National Recording Project
I have recently been employed by the University of Brighton as a Research Assistant for the Heritage Lottery funded Public Monuments and Sculpture Association’s National Recording Project (Sussex). The University has been selected to house the PMSA Regional Archive. The project will undertake to conduct a survey of the diverse range of public monuments and sculpture in the cities, towns and villages of Sussex and to edit the accompanying volume in the Public Sculpture of Britain series published by Liverpool University Press.
The survey will include, from all periods, conventional statues, monumental works, selected war memorials, architectural sculpture, art sculpture, memorial clocks, towers and fountains. These will include those works that have ‘disappeared’. Detailed descriptive data will be recorded as well as the objects’ general history, including that of inauguration events / unveiling ceremonies etc. The ‘disappeared or neglected’ objects are a particularly interesting aspect of the project and it provides an opportunity for these to be researched, recorded and that data be eventually easily accessible by the public on the online database. The current national database can be viewed at: www.pmsa.org.uk. This is an exciting project and one that is also of great importance to the history of Brighton and the region.
The University is committed to both academic research and community involvement. Part of my role therefore as a Research Assistant is to organise and deliver educational events to local groups on the artistic significance of such objects. We are running a symposium at the University on Saturday 24 November 2007 with a range of speakers. It is a free, all day event and lunch will be provided in the newly opened restaurant on the Grand Parade site. If anyone is interested in attending, please contact me. As the project is a pan-Sussex initiative, there is an immense amount of information to capture and very often we are reliant on volunteers to help with the survey or on the general public who often can provide fascinating details and personal anecdote about some of the major and other more ‘hidden’ pieces.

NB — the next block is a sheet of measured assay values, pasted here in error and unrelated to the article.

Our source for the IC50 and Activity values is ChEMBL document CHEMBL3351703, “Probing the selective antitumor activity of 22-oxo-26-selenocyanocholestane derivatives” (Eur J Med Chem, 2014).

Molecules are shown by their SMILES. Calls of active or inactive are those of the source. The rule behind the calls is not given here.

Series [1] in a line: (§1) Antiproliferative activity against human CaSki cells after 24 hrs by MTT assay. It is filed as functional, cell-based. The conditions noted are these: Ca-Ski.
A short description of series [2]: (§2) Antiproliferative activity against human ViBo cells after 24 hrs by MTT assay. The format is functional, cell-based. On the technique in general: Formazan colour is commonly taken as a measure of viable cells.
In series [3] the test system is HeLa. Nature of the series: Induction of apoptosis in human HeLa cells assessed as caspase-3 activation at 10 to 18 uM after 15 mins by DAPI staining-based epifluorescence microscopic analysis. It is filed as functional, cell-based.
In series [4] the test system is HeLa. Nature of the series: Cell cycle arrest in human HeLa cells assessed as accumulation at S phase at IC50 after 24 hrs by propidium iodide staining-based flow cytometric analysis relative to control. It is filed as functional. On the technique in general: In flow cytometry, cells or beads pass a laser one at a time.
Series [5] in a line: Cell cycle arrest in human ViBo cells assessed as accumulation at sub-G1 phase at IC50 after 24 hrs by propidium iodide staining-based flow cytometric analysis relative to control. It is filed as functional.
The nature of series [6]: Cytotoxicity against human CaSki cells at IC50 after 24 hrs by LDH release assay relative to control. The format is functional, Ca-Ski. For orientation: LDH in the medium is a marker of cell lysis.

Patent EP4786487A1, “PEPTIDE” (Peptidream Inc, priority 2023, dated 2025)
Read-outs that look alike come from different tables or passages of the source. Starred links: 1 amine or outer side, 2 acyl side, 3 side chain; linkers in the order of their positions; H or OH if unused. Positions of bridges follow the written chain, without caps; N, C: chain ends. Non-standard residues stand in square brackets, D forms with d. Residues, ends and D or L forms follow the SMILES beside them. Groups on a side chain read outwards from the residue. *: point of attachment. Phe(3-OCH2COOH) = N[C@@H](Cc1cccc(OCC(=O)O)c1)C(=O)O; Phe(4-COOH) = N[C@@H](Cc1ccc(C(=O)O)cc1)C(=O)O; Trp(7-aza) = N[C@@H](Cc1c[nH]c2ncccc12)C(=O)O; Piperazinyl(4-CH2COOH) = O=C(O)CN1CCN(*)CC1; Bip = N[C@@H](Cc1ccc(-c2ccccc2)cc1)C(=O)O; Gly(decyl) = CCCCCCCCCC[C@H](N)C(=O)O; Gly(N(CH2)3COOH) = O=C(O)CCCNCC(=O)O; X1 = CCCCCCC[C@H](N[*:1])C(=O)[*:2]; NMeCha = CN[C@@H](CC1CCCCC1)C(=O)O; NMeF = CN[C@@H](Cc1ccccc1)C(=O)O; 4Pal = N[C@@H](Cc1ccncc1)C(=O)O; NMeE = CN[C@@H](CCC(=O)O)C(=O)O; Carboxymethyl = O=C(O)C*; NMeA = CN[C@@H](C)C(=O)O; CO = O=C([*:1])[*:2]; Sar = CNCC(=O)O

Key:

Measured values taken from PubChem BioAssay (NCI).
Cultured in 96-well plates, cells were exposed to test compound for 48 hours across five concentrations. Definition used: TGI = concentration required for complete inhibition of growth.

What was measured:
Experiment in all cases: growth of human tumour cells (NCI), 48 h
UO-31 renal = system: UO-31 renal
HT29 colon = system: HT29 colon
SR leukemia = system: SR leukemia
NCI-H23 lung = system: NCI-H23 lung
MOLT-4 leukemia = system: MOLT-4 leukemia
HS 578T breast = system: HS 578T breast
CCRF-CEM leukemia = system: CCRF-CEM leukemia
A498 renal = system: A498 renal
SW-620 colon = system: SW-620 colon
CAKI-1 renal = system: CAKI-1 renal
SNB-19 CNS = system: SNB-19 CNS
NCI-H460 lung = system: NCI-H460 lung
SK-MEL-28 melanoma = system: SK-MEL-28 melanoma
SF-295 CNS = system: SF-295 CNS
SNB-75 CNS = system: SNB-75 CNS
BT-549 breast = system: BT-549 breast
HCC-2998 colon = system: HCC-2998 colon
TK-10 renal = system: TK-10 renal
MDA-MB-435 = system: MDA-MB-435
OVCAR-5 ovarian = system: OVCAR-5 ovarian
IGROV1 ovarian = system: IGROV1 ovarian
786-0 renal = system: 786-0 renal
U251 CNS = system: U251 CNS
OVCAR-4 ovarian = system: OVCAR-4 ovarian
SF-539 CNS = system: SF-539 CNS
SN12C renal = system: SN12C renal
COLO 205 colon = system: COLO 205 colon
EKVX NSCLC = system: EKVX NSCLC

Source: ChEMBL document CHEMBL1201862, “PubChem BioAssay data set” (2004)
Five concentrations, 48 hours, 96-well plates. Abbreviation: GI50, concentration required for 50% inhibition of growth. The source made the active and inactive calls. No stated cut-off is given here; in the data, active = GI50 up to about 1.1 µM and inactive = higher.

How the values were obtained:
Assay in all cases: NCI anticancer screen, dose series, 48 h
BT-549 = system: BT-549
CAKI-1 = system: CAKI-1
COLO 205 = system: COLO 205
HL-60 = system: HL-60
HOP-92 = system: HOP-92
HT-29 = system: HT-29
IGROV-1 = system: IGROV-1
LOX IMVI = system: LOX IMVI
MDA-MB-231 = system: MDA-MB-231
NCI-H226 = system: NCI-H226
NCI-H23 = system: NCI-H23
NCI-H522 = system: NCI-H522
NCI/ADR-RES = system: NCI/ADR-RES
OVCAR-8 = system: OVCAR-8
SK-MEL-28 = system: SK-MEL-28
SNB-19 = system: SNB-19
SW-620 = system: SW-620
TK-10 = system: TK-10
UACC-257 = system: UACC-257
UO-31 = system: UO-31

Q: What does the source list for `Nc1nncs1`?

If anyone has any information that you feel might be relevant to the project, please could you let me know. Anthony McIntosh, University of Brighton, School of Historical and Critical Studies, 10-11 Pavilion Parade, Brighton, BN2 1RA. Telephone 01273 643088. E-mail A.McIntosh@brighton.ac.uk